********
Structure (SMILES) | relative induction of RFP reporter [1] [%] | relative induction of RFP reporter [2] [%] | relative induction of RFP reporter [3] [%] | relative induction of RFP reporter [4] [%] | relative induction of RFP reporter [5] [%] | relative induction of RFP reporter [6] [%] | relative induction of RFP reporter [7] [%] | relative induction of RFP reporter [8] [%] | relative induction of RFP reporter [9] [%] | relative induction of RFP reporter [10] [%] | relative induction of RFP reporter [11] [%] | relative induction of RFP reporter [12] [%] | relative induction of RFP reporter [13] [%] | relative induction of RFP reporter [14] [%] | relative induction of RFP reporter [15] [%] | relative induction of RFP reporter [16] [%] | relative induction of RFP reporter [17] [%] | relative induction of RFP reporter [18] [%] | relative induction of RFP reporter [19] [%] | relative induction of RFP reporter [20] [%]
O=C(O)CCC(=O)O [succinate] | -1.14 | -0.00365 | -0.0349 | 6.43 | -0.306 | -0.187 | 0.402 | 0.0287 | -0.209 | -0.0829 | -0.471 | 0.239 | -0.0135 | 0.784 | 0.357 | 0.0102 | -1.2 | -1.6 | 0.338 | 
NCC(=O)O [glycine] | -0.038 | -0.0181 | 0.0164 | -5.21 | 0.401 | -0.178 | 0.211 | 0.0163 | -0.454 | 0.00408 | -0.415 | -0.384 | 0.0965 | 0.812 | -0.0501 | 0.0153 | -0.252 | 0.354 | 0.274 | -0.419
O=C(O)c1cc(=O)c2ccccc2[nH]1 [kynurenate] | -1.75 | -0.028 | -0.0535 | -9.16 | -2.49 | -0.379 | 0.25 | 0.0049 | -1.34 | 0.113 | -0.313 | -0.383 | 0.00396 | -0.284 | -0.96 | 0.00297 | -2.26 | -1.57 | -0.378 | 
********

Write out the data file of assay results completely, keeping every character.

Structure (SMILES) | relative induction of RFP reporter [1] [%] | relative induction of RFP reporter [2] [%] | relative induction of RFP reporter [3] [%] | relative induction of RFP reporter [4] [%] | relative induction of RFP reporter [5] [%] | relative induction of RFP reporter [6] [%] | relative induction of RFP reporter [7] [%] | relative induction of RFP reporter [8] [%] | relative induction of RFP reporter [9] [%] | relative induction of RFP reporter [10] [%] | relative induction of RFP reporter [11] [%] | relative induction of RFP reporter [12] [%] | relative induction of RFP reporter [13] [%] | relative induction of RFP reporter [14] [%] | relative induction of RFP reporter [15] [%] | relative induction of RFP reporter [16] [%] | relative induction of RFP reporter [17] [%] | relative induction of RFP reporter [18] [%] | relative induction of RFP reporter [19] [%] | relative induction of RFP reporter [20] [%]
O=C(O)CCC(=O)O [succinate] | -1.14 | -0.00365 | -0.0349 | 6.43 | -0.306 | -0.187 | 0.402 | 0.0287 | -0.209 | -0.0829 | -0.471 | 0.239 | -0.0135 | 0.784 | 0.357 | 0.0102 | -1.2 | -1.6 | 0.338 | 
NCC(=O)O [glycine] | -0.038 | -0.0181 | 0.0164 | -5.21 | 0.401 | -0.178 | 0.211 | 0.0163 | -0.454 | 0.00408 | -0.415 | -0.384 | 0.0965 | 0.812 | -0.0501 | 0.0153 | -0.252 | 0.354 | 0.274 | -0.419
O=C(O)c1cc(=O)c2ccccc2[nH]1 [kynurenate] | -1.75 | -0.028 | -0.0535 | -9.16 | -2.49 | -0.379 | 0.25 | 0.0049 | -1.34 | 0.113 | -0.313 | -0.383 | 0.00396 | -0.284 | -0.96 | 0.00297 | -2.26 | -1.57 | -0.378 | 